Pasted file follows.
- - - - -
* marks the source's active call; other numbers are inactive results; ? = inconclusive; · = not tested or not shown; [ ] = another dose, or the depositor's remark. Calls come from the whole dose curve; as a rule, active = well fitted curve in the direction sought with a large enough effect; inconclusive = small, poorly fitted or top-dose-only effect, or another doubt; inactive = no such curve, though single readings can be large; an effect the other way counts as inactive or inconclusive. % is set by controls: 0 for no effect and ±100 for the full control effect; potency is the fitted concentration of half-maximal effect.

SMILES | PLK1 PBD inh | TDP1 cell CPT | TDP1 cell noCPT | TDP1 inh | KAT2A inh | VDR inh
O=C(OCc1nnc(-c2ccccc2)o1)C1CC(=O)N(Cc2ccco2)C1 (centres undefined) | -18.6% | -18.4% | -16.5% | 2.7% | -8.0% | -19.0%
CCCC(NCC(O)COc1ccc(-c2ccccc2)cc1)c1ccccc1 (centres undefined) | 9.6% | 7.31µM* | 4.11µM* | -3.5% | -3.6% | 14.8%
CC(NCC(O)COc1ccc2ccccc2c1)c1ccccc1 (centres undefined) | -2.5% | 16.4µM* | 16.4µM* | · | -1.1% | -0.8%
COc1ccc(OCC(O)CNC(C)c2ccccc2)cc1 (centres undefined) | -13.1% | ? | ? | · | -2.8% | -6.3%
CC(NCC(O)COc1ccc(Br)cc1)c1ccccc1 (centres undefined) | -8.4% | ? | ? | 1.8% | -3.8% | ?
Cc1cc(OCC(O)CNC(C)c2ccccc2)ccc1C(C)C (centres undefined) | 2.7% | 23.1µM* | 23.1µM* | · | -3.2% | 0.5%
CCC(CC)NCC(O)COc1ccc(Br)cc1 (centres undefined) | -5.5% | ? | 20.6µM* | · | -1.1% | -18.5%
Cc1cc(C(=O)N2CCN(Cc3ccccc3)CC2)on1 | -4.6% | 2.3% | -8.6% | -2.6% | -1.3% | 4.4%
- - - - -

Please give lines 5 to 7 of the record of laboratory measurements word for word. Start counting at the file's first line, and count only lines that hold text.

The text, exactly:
CC(NCC(O)COc1ccc2ccccc2c1)c1ccccc1 (centres undefined) | -2.5% | 16.4µM* | 16.4µM* | · | -1.1% | -0.8%
COc1ccc(OCC(O)CNC(C)c2ccccc2)cc1 (centres undefined) | -13.1% | ? | ? | · | -2.8% | -6.3%
CC(NCC(O)COc1ccc(Br)cc1)c1ccccc1 (centres undefined) | -8.4% | ? | ? | 1.8% | -3.8% | ?